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Stuttering is a speech disorder that involves repeating certain sounds or syllables at a fast or slow pace. This is a fairly common phenomenon in which a person can stumble in the process of communication. Despite the fact that stuttering manifests itself differently in each individual, it occurs quite often in everyday life and is considered a normal speech disorder. However, if the frequency of stuttering exceeds the norm and begins to cause psychological discomfort, then such stuttering is considered pathological.
Stuttering can occur for various reasons and is most often caused by the influence of several factors, for example, genetic (organic) factors, developmental factors, environmental factors and psychological factors. In children under the age of three, genetic factors mainly prevail, but from the age of three, the appearance of speech fluency disorders may be associated with developmental processes such as language acquisition. Stuttering, which occurs at the age of 5 to 8 years, is often caused by environmental factors, for example, criticism from others regarding the child’s speech skills.


When most children learn to speak, the repetition of sounds or syllables with incorrect pronunciation is considered normal. However, with pathological stuttering, this process is more frequent, and the repetition of sounds or words lasts more than 0.5 seconds. In addition, with pathological stuttering, symptoms appear constantly.

  • Repetition of syllables or speech sounds
    This case is characterized by multiple repetition of the same speech sound, and then multiple repetition of the same syllable, before finally the originally conceived word is pronounced. Sometimes these repetitions of sounds or syllables can last from 30 seconds to 2-3 minutes, which is a serious manifestation. Usually the initial sound or syllable of the word is repeated.
  • Intermittent speech
    This is a phenomenon in which it becomes difficult to maintain a conversation because speech is intermittent. Sometimes, after one such interruption, it becomes difficult to restore the normal rhythm of speech. Stuttering also manifests itself at the beginning of words or sentences. If the repetition of words is accompanied by intermittent speech, then the symptoms are more serious than just repetition.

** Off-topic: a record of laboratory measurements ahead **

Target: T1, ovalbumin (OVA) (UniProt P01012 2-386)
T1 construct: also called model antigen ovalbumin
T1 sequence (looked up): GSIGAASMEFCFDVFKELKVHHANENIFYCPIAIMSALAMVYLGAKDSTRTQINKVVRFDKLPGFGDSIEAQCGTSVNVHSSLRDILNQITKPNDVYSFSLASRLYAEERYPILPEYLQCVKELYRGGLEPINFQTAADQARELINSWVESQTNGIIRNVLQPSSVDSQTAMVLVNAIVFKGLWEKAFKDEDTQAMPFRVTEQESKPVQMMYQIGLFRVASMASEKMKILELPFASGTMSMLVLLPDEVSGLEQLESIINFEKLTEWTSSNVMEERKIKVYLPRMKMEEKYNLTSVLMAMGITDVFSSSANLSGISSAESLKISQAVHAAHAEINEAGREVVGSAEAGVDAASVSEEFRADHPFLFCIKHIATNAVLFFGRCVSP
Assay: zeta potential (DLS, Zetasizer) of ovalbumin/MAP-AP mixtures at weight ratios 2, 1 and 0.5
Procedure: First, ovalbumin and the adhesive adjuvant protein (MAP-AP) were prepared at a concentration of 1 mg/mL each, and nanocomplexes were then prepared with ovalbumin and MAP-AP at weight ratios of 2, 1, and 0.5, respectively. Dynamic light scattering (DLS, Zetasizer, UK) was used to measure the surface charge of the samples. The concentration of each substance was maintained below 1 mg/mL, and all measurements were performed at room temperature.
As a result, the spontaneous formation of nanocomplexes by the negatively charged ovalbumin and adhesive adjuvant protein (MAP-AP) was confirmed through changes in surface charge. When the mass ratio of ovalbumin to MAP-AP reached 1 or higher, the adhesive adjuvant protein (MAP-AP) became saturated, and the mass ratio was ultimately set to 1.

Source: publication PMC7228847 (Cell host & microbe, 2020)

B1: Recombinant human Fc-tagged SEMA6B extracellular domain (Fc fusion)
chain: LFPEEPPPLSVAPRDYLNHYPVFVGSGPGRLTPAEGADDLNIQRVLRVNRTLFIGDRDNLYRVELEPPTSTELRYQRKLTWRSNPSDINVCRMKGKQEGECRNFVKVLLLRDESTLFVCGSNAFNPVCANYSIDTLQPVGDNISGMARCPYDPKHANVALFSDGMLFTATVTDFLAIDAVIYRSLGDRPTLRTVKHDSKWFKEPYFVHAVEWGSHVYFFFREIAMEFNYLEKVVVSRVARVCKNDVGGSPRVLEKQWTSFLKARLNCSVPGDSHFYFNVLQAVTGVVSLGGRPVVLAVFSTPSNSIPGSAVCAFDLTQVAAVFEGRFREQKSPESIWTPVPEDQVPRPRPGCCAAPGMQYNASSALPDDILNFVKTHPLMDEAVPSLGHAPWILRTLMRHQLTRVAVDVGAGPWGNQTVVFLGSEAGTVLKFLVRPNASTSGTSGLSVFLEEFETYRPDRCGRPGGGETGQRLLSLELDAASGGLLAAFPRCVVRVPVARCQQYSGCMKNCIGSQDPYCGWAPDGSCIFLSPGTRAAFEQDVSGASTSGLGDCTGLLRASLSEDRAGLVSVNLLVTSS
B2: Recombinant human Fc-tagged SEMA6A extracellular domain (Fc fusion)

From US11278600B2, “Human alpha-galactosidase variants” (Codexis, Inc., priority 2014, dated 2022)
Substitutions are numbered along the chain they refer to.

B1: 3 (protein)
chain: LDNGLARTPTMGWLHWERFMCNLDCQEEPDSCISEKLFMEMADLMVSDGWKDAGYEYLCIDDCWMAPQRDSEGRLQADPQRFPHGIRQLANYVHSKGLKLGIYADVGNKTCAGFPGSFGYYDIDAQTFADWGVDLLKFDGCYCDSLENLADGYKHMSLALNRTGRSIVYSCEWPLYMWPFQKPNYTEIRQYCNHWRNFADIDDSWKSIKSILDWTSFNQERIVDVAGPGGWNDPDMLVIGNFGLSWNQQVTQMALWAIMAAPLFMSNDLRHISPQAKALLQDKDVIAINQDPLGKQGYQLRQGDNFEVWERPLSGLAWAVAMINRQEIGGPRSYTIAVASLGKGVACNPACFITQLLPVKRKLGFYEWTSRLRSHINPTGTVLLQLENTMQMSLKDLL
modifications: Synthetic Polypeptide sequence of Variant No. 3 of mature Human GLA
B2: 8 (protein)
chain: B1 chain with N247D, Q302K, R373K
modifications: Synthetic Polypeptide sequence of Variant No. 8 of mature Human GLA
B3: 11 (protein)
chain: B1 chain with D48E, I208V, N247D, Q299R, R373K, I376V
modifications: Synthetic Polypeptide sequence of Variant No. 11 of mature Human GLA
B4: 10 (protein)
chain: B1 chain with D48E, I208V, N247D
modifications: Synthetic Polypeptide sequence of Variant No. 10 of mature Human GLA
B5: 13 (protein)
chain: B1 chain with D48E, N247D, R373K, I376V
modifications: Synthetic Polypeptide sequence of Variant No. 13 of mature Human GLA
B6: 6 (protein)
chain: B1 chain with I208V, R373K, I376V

• Changing behavior
    When intermittent speech causes rejection from people around, fear of it develops and secondary behaviors such as avoidance appear.
  • Hidden symptoms of stuttering
    Hidden symptoms of stuttering include fear of words, situational fear, etc. Fear of words is a fear of words or sounds, when uttering which a person easily stutters. Situational fear is a feeling of fear of a situation that usually occurs when communicating with older people or with strangers. Most people with situational fear also suffer from telephonophobia.


The main signs for the diagnosis of stuttering are age discrepancy in terms of fluency of speech and speech rhythm disorders. If there is compliance with at least one of the 8 points based on the DSM-IV diagnosis, and if a person has difficulties in learning, professional activity or socialization, then this may indicate the presence of this disorder.

Treatment and course of the disease

It is necessary to learn proper breathing, conduct relaxation therapy and speech therapy. When talking, slow down and speak slowly, and if there are emotional disorders, also conduct individual psychotherapy or family therapy.

Treatment of stuttering can be classified into two main types. The first type is therapy with correction of stuttering, aimed at eliminating existing stuttering, and the second type is therapy for the development of fluency of speech, the purpose of which is to train a person to speak more smoothly and without stuttering. The approach to treatment may vary depending on the nature and severity of stuttering.

Stuttering, as a rule, has a short-term course that lasts several months. Most children suffering from stuttering, over time, completely overcome this condition by the time the childhood period ends. However, in a small percentage of children, about 1%, stuttering can continue into adulthood.

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